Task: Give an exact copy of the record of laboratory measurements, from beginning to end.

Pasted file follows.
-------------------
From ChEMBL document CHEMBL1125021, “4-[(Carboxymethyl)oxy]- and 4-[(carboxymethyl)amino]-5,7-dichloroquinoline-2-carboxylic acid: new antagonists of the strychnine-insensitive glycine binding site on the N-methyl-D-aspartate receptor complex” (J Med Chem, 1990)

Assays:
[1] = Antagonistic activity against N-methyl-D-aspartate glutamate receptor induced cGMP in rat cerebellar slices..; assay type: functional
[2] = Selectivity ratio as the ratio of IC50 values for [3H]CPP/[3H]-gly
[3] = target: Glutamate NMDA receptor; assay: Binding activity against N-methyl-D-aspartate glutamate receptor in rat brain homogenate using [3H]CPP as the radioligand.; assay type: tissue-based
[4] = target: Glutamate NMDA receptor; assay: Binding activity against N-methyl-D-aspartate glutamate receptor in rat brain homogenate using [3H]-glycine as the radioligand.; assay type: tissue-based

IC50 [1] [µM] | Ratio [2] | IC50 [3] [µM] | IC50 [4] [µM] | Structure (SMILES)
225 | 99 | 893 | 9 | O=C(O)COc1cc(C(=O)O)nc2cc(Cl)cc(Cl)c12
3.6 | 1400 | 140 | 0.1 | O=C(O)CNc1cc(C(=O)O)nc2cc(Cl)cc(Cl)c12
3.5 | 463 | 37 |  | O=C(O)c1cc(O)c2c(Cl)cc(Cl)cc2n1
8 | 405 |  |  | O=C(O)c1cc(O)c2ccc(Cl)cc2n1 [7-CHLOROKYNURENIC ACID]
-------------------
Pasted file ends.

From ChEMBL document CHEMBL1125021, “4-[(Carboxymethyl)oxy]- and 4-[(carboxymethyl)amino]-5,7-dichloroquinoline-2-carboxylic acid: new antagonists of the strychnine-insensitive glycine binding site on the N-methyl-D-aspartate receptor complex” (J Med Chem, 1990)

Assays:
[1] = Antagonistic activity against N-methyl-D-aspartate glutamate receptor induced cGMP in rat cerebellar slices..; assay type: functional
[2] = Selectivity ratio as the ratio of IC50 values for [3H]CPP/[3H]-gly
[3] = target: Glutamate NMDA receptor; assay: Binding activity against N-methyl-D-aspartate glutamate receptor in rat brain homogenate using [3H]CPP as the radioligand.; assay type: tissue-based
[4] = target: Glutamate NMDA receptor; assay: Binding activity against N-methyl-D-aspartate glutamate receptor in rat brain homogenate using [3H]-glycine as the radioligand.; assay type: tissue-based

IC50 [1] [µM] | Ratio [2] | IC50 [3] [µM] | IC50 [4] [µM] | Structure (SMILES)
225 | 99 | 893 | 9 | O=C(O)COc1cc(C(=O)O)nc2cc(Cl)cc(Cl)c12
3.6 | 1400 | 140 | 0.1 | O=C(O)CNc1cc(C(=O)O)nc2cc(Cl)cc(Cl)c12
3.5 | 463 | 37 |  | O=C(O)c1cc(O)c2c(Cl)cc(Cl)cc2n1
8 | 405 |  |  | O=C(O)c1cc(O)c2ccc(Cl)cc2n1 [7-CHLOROKYNURENIC ACID]